Nancy Tate: Umhu, and that was the induction session also. You had to go for a physical, and then you come back, and the papers come back, and then if you wanted a deferment, I had a board , it wasn’t my decision. I was only the clerk, and we had local men that was on the board there that decided the defirmance, At that time at the end college students could get out, but when I first went, there was very few defirmance because the war, the way the war was, wasn’t any war. Vietnam hadn’t started and the Korean situation, it was sad when they’d send the boys. It seemed like most of em didn’t seem to mind the Korean, but the Vietnam was a bitter, bitter war, and it wasn’t a happy time.

John Dodson: What kinds of things could they get a deferment for besides...Oh yeah, just a moment. We need to change tapes... It’s interesting that you served on the draft board, and that you were the clerk. I’m going to ask you some questions about that cause you saw alot???

Nancy Tate: Well, you still have to register...

John Dodson: You still had to register, but...

Nancy Tate: But that’s it.

John Dodson: What kinds of things could they get a deferment for besides...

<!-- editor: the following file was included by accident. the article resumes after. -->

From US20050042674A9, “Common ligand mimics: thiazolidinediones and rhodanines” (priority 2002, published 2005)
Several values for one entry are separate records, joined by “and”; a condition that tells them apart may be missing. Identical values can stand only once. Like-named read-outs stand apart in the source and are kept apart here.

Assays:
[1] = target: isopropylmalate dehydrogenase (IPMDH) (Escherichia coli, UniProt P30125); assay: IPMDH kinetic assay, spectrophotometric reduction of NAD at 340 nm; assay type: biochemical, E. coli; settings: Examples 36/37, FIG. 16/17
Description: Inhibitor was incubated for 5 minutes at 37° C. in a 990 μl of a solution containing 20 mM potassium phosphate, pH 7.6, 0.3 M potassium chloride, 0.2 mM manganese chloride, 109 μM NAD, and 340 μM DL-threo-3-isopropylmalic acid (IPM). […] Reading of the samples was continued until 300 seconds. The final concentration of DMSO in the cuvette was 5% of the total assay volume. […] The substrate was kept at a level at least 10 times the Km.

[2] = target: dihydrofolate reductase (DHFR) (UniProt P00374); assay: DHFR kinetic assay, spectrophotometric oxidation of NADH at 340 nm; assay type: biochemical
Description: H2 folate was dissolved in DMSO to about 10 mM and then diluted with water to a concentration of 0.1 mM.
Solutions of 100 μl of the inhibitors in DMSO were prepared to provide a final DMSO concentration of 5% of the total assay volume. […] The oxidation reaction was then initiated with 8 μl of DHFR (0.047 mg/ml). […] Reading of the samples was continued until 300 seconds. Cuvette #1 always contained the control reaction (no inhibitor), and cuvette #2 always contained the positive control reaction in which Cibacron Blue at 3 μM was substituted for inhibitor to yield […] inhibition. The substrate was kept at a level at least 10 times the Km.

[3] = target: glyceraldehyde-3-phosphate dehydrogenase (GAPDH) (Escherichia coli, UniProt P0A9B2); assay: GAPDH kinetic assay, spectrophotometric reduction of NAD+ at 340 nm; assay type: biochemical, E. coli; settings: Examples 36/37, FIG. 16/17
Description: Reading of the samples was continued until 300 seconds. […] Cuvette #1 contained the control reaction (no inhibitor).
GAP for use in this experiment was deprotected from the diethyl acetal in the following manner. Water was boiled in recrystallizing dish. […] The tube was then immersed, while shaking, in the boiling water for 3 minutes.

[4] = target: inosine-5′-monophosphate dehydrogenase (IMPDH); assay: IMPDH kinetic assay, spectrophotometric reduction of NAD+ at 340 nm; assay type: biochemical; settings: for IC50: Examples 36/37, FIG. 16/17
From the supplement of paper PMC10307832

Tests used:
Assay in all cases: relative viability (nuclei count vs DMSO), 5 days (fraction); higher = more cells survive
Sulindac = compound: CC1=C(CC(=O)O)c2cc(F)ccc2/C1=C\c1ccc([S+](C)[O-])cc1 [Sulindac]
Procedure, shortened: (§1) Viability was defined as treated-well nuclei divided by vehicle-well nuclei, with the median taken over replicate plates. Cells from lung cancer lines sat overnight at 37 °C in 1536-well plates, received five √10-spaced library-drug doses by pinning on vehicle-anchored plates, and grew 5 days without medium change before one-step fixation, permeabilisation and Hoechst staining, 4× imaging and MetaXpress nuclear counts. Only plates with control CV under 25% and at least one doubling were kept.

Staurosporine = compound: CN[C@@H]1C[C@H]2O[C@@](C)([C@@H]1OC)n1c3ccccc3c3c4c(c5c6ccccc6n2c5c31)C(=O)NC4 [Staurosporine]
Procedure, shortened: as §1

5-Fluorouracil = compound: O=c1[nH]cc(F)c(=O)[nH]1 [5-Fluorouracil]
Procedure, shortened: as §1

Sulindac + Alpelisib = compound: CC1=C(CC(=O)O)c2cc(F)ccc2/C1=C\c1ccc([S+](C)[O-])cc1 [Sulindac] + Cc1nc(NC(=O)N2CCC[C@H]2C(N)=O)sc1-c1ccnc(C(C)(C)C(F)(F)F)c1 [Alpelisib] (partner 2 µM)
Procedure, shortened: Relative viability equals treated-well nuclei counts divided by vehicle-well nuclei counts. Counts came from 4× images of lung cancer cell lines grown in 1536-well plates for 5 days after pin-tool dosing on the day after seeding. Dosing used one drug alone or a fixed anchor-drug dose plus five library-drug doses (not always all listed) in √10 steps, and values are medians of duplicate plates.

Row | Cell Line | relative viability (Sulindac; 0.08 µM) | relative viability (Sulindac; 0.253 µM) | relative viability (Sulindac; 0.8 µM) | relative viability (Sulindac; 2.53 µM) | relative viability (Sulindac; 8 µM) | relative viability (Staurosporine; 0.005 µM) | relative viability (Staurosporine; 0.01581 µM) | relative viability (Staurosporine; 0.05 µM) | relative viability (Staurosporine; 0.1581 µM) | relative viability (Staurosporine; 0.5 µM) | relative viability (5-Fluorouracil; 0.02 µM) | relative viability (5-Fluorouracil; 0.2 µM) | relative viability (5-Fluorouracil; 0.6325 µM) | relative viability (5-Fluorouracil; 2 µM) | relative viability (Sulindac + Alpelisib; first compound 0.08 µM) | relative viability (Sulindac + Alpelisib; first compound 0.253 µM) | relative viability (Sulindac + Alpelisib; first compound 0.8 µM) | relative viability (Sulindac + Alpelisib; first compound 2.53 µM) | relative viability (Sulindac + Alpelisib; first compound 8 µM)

Nancy Tate: At the end, when they were phasing things out, you could get out if you were, one of the biggest things was a student, you were passing. That was at the end of the drafting I mean, now before you couldn’t have done that, like during war time, that didn’t go. But, if you were married and had a child, and then uh, when I first went on the draft board, if you were a neccesity on the farm, like if uh there was two boys, and one had gone, then he, the brother could get a deferment because you couldn’t take everybody away from the farm, and you got a deferment for that. We had alot in this county that was eligible to go physically, but so many children here when I first came here had not completed high school, and we had alot of failures on the physical part. If they didn’t have a high school education, so much as a test, they couldn,t pass, and I always thought that was so sad because they were so many smart boys, but they just didn’t have an education. So many through this section had quit school at 6th and 7th grades and didn’t go to high school. So after the war was over alot of the boys that came back went back to school and got their high school diplomas. But you see back then in these rural areas, the roads, they didn’t get out of here, and it was hard to??? college, and so therefore they worked on the farm. It was a farming community, and I always thought that was sad because alot of the boys could have done really well into service and got better jobs, but it was just because lack of education. I had lots of boys that could not read and write but just signed. They could have. It was just they didn’t have the opportunity to do it, and I thought they was sad, but we had that in this county. Because when we first came back here, the road down 42 was graveled, the road going to Ceres was graveled, and they didn’t even put a hard top on the one to Ceres until the 70’s, and then it was only one lane. If you met a car, you had to get off, one or the other. They didn’t do that until way up into the 70’s. It was very rural here. It,s only been, I guess since in the 80’s, in the latter part of the 80’s, but all the roads in the county have been hard topped, and there’s still quite a few that’s not. So, it’s hard, it was hard for them to have gotten out and have an education.